The year 1982 saw Parveen get her first edge over Zeenat, albeit with multi-star films Namak Halaal and Khud-daar. Zeenat’s big-ticket movies crashed, but for their first film as co-stars, the average success, Ashanti, said to be a rip-off of Charlie’s Angels. 1983 saw them come together again in Mahaan, but at best, the film was break-even due to its high cost. Individually, they had nothing to boast about either. The rest of the decade saw both the actresses flounder as a barrage of new names had come in as well, and the novelty of their images was beginning to wear off in the video era.

While Zeenat still does the occasional role as a character artiste, and has also featured on stage, TV as well as on the web, Parveen’s last film was the 1991 Iraada. She had disappeared from the film scene minus explanation in the early 1980s, and it is said that she had even became an interior decorator! She later went into depression and was diagnosed with schizophrenia, while Zeenat married Mazhar Khan but lost her husband fairly early, and is now mother to sons Azhan and Zahaan.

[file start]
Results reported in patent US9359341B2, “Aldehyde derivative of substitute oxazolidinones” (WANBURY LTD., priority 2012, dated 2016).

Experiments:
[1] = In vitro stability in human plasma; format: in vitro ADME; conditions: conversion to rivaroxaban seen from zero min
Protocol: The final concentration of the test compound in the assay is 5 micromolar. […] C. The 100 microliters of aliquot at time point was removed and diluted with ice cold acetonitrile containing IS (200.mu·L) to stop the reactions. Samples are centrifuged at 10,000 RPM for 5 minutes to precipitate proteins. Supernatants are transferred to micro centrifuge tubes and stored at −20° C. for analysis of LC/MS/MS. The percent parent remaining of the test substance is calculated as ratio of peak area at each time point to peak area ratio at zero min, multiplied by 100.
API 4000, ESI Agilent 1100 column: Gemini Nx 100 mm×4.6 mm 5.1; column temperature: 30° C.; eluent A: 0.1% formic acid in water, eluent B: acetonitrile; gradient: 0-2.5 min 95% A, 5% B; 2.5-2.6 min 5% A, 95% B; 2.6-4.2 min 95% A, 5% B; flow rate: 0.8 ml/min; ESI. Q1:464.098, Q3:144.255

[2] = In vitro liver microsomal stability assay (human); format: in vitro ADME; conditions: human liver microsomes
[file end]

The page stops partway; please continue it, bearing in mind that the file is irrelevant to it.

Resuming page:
Personal life

The two Muslim girls had more common points: flings and bad relationships as well. Zeenat Aman had a long-standing affair reportedly with Dev Anand, and later with Sanjay Khan, whom she even married and later divorced. She also claimed that her marriage to Mazhar was “never happy” as he just wanted her to be a homemaker.

Praveen had relationships with Danny Denzongpa, Mahesh Bhatt and Kabir Bedi, but none ended happily or fruitfully.  She was found dead in 2005 at her apartment.

However, together, the two confident and cool women, both head-turners in their time, remain pioneers for the great major change they ushered into the conventional realms of Hindi cinema: of unshackling heroines from conservative tradition.